Mask Exemption Statement

Dear patients and caregivers, 


We are here to help you stay healthy and safe during the COVID19 pandemic.  This is a very difficult and uncertain time.  However, one thing is certain, the benefits of wearing a mask outweigh the risks.  We support Governor Walz’s executive order that mandates a mask be worn while indoors in public places. 

The best available evidence shows that wearing a mask in public reduces the spread of COVID19 and also offers some protection to the wearer. In addition, studies have shown that oxygen and carbon dioxide levels remain stable among people wearing masks. It is very unlikely for oxygen levels to decrease or carbon dioxide levels to rise while wearing the type of masks recommended by the CDC. In general, people with asthma, both young and old, are not at risk of trouble breathing by wearing facial coverings. Therefore, the providers and nurses at Child and Teen Medical Center (CTMC) will not provide mask exemption letters. 

We anticipate that very few of our patients will need a mask exemption. There are very few legitimate medical reasons why a person cannot mask. The CDC’s exemptions are children under age 2 years, and anyone who is having trouble breathing, is unconscious, is incapacitated, or otherwise unable to remove the mask without assistance. Although “anyone with trouble breathing” is included in this list, the vast majority of our patients are able to safely wear a mask. Patients with very severe lung disease and very low lung function (below 30%), or those in the midst of an exacerbation, may not be able to mask.  We recognize there are some patients in our practice with special behavioral and developmental reasons that make masking impossible. In that case we ask that you reach out to your primary care provider for guidance. If you or your child really cannot wear a mask because of the severity of lung disease, we recommend you strictly avoid situations where wearing a mask is recommended, such as going out in public or participating in sports, as this would inherently be too high risk for someone with such severe lung disease.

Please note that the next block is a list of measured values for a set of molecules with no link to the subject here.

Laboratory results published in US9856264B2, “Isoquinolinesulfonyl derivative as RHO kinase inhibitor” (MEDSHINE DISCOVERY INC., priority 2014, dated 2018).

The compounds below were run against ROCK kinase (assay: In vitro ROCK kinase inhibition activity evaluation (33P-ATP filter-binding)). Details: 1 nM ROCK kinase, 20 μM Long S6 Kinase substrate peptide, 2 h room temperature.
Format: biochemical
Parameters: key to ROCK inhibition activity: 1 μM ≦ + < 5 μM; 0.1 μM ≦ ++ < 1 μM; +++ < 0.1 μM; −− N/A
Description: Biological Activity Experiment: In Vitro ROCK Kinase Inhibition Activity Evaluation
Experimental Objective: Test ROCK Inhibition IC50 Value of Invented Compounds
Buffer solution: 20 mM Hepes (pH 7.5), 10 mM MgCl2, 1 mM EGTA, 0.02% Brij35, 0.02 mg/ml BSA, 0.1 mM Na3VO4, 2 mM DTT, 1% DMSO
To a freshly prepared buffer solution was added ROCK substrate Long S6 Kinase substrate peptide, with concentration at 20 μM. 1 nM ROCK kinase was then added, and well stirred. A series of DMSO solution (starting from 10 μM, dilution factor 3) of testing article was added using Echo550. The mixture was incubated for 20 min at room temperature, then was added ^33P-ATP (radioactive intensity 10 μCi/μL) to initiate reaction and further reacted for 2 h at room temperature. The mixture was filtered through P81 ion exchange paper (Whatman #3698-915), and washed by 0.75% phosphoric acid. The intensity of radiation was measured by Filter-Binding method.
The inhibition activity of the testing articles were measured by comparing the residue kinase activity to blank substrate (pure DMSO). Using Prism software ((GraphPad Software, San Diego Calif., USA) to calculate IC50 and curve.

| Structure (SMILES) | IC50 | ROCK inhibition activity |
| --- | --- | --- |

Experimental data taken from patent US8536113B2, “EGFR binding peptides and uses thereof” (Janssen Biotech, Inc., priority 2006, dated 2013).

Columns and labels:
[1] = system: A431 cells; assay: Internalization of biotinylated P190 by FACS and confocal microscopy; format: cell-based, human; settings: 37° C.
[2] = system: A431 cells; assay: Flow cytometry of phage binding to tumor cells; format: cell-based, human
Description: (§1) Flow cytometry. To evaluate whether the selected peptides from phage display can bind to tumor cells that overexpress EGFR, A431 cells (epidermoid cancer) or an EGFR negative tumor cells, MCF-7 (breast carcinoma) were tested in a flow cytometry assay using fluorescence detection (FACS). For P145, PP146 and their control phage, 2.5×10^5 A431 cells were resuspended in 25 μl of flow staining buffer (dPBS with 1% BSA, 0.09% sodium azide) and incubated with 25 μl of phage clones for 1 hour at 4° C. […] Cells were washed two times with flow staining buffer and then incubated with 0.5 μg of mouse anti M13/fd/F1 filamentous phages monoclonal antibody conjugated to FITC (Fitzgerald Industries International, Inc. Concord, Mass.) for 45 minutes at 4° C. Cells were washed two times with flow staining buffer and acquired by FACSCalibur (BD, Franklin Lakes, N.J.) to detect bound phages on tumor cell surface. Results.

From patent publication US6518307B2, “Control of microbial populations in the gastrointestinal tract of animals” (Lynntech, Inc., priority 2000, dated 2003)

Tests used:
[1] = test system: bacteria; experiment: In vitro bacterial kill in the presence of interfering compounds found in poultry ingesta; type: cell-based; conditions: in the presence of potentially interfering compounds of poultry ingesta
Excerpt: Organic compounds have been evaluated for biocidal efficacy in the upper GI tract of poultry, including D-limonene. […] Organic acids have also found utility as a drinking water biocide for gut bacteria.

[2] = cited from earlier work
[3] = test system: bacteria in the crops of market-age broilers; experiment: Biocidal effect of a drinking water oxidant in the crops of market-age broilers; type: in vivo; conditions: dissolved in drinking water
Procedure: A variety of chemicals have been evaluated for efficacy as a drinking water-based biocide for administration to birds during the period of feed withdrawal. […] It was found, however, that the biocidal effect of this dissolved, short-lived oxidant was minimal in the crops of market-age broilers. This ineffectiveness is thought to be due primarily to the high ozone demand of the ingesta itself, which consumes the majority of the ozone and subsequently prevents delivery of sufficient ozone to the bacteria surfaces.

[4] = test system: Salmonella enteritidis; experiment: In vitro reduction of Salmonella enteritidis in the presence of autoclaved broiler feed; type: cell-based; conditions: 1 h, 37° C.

The most common reason that people have trouble with masks are the material or fit of the mask.  You may have to try different options to find the best mask for you or your child. When choosing a mask it does not have to be tight-fitting. Many can wear a loose-fitting mask that covers the nose and mouth, but does not fall off. It should not be so tight around the ears and neck that it makes breathing uncomfortable. A loose-fitting mask does not really protect the wearer, but does decrease spread of respiratory droplets and protects others. Wearing a mask for extended periods of time can be uncomfortable for anyone. If this is the case for you or your child, we are happy to provide our desensitization protocol to help improve mask tolerance. 

If your child cannot wear a mask because it interferes with breathing, and you have tried implementing our desensitization protocol, please schedule an in-person appointment with your CTMC provider. Your child will need to keep their mask on for the duration of the visit. We will examine them while the mask is on and monitor their oxygen saturations. If necessary, a 6-minute walk test that measures their oxygen level with activity may be ordered. 

The safety and health of our patients, families, and community is our top priority. Until pediatric doses of the COVID19 are available, wearing a mask, excellent hand hygiene, and social distancing are the best defenses we have. 



The providers and staff of Child and Teen Medical Center 

Kaylee Adams, PNP 

Jennifer Benton, PNP 

Catherine Chang, MD 

John Hollerud, MD 

Alexandra Reif, PNP 

Jennifer Rousseau, MD 

Fadel Sakkal, MD 

Stephen Sitrin, MD